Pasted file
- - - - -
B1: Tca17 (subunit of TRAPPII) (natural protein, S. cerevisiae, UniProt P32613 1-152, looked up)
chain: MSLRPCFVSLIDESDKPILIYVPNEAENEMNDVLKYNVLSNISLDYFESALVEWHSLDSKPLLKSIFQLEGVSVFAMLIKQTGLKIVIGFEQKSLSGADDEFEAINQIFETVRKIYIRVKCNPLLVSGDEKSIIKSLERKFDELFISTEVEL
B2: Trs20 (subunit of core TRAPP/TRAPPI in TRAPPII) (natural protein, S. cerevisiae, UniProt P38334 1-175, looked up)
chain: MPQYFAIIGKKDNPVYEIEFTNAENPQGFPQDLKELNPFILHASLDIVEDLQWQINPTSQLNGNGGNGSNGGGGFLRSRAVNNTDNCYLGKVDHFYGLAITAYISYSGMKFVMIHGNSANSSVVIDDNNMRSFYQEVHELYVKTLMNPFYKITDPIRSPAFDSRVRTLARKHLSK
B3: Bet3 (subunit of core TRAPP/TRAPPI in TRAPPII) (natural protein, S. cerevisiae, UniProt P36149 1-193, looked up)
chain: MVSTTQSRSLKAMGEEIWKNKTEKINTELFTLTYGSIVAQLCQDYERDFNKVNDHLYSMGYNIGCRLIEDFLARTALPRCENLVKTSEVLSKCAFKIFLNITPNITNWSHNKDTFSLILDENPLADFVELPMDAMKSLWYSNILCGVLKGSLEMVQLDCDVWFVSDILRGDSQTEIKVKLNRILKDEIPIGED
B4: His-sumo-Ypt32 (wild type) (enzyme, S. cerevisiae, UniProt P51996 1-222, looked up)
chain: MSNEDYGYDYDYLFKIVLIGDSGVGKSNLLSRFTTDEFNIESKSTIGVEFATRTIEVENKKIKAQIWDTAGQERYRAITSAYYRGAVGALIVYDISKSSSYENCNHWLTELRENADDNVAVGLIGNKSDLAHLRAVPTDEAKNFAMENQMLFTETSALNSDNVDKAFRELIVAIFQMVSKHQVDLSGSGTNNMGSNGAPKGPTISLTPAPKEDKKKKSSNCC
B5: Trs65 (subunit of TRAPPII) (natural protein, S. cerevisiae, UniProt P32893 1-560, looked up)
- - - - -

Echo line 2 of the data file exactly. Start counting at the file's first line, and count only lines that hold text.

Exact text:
chain: MSLRPCFVSLIDESDKPILIYVPNEAENEMNDVLKYNVLSNISLDYFESALVEWHSLDSKPLLKSIFQLEGVSVFAMLIKQTGLKIVIGFEQKSLSGADDEFEAINQIFETVRKIYIRVKCNPLLVSGDEKSIIKSLERKFDELFISTEVEL